How SEC Teams Start And Finish

I'm thinking about Southeastern Conference football in early June. Does that make me sick? I don't think so. After all, the 2012 SEC schedule has only been discussed two or three dozen times. What made me think about it was the arrival of an actual grid, which makes it a bit easier to suggest what teams seem to have a schedule advantage.



In the not-so-good old days of Roy Kramer as SEC commissioner, there would be one easy aspect of the league schedule to pick out as advantageous or disadvantageous, and that would be that Alabama would have a disproportionate number – in fact, so disproportionate that statisticians say it could not possibly have been random – of SEC opponents with an open date before playing the Crimson Tide.

Let's just say that's not longer an issue.

We have noted many, many times over the years that a component of college football success is having schedule luck. That's partly when open dates fall, partly when and where games fall on the schedule, and -- winding through that -- which teams turn out to be more or less strong than expected. The last, of course, cannot be predicted.

One school of thought is that there is no sense attempting to predict how a team will do beyond the first month of the season. Members of that camp are interested primarily in how a team match up against the first four of so opponents.

These are also the proponents of delaying polls until October. The legitimate argument is particularly with pre-season polls. A team picked high in the pre-season is likely to stay higher than a team with lower pre-season expectations for success. Many believe, for instance, that Auburn's undefeated 2004 team was left out of national championship competition because it was not rated high in the pre-season.

Alabama Coach Nick Saban likes the Big Ten scheduling approach in which the non-conference games fall at the beginning of the season, something along the lines of the NFL's exhibition season. Of course those games count in national consideration, but not in the Big Ten race.

Alabama has three of its non-conference games in the first month, and one of the three is a lot more than an exhibition. As in 2008 when the Tide opened with top ten ranked Clemson and 2009 when Bama met top ten ranked Virginia Tech in neutral site games, this year's Alabama schedule begins with the Crimson Tide taking on pre-season top ten Michigan at the Cowboys Classic in Arlington, Texas, on Sept. 1. The Tide then plays home games against Western Kentucky and Florida Atlantic around the first SEC game of the year, at Arkansas on Sept. 15.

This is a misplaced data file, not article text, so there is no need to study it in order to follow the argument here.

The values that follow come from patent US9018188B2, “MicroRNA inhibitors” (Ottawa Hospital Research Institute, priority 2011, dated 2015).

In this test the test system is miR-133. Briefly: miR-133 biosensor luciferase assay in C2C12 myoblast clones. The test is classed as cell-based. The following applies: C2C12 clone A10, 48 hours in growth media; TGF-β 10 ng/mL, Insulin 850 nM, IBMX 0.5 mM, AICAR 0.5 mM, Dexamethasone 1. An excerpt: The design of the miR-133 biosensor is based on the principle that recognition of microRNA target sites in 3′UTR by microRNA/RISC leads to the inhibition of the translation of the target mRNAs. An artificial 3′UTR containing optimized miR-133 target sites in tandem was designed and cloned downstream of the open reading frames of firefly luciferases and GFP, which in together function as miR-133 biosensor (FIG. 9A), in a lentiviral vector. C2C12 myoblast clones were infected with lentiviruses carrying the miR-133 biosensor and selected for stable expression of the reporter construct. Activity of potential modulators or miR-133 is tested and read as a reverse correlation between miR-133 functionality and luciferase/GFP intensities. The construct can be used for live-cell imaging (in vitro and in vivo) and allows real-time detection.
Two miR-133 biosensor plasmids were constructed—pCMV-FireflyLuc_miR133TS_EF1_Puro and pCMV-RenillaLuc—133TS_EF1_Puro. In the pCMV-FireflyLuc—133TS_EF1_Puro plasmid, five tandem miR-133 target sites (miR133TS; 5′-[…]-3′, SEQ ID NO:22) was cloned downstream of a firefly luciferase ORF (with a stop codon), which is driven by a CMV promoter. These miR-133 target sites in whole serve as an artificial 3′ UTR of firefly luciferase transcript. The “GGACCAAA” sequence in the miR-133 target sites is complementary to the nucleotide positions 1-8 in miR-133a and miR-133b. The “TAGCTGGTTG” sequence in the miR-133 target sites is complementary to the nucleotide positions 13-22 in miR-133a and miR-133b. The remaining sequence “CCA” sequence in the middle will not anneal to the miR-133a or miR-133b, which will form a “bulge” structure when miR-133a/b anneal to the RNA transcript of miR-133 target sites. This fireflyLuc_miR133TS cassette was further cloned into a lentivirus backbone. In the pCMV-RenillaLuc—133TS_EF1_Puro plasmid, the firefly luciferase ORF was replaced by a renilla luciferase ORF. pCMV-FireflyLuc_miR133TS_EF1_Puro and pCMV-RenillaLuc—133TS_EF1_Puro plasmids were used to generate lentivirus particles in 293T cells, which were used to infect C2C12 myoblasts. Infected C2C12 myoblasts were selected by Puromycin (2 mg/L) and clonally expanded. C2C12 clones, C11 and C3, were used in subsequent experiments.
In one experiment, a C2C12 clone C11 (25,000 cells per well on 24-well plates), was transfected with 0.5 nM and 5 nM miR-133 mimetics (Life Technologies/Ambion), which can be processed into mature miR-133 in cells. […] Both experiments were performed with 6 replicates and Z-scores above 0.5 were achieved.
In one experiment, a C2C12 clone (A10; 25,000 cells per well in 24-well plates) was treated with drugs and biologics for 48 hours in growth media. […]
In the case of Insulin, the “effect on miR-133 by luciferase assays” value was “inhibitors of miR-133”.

Ole Miss has all four of its non-conference games in the first four weeks of the season. Three of them are softies, including Tulane in New Orleans, but one of the opponents for the Rebels is Texas, which plays in Oxford Sept. 15.

Arkansas, Kentucky, LSU, Mississippi State, Tennessee, and Texas A&M also have three non-conference games in September. Auburn, Georgia, Missouri, and Vanderbilt have two SEC games in September. Florida plays three SEC games (at Texas A&M, at Tennessee, and hosting Kentucky) in the first month after opening against Bowling Green.

Not all of the September non-conference games are patsies. In addition to Alabama-Michigan and Ole Miss-Texas, Auburn opens against Clemson in Atlanta, LSU hosts Washington, and Missouri plays Arizona State in Columbia.

It probably is easier to get a handle on team strengths for October and November after the September games, but that doesn't mean there isn't some looking ahead.

In fact, think about the final stretch, the last three games of the season. By rule, all SEC teams must play a game on the final weekend of regular season play (Nov. 24 is the Saturday that week) so that no team has the advantage of winning a division and then having an extra week of preparation for the SEC Championship Game. This year's SEC Championship Game at the GeorgiaDome in Atlanta is Dec. 1.

In November, only two teams have an open date – Kentucky on Nov. 10 between home games against Vanderbilt and Samford and South Carolina on Nov. 3 between home games against Tennessee and Arkansas.

Alabama and Auburn play on Nov. 24 and have a typical cupcake opponent before that game, Bama hosting Western Carolina and Auburn hosting Alabama A&M.

There are some conference games in that next-to-last week of play on Nov. 17. Arkansas goes to Mississippi State before the Razorbacks close out the season against LSU in Fayetteville and the Bulldogs finish the year at Ole Miss. Ole Miss and LSU play in that next-to-last weekend in Baton Rouge.

Tennessee has two SEC rivals at the end of the year, Vanderbilt in Nashville on the next-to-last weekend and hosting Kentucky the final week. The Commodores will finish the season with a non-conference game at Wake Forest, while Kentucky tunes up for the Vols hosting Samford.

The SEC's two newest members, Texas A&M and Missouri, meet on the final weekend in College Station. The Aggies will host Sam Houston State the next-to-last weekend, while Missouri will have Syracuse in Columbia.

Is Florida really in the SEC? One would hardly know it in November when the Gators meet new SEC member Missouri in Gainesville on Nov. 3, and then have three non-conference games to close out the season – hosting Louisiana-Lafayette and Jacksonville State before the traditional season-ending game at FSU.

Two other SEC teams have traditional season-ending games against non-SEC teams with Georgia playing Georgia Tech, this year in Athens, and South Carolina meeting Clemson at Clemson.

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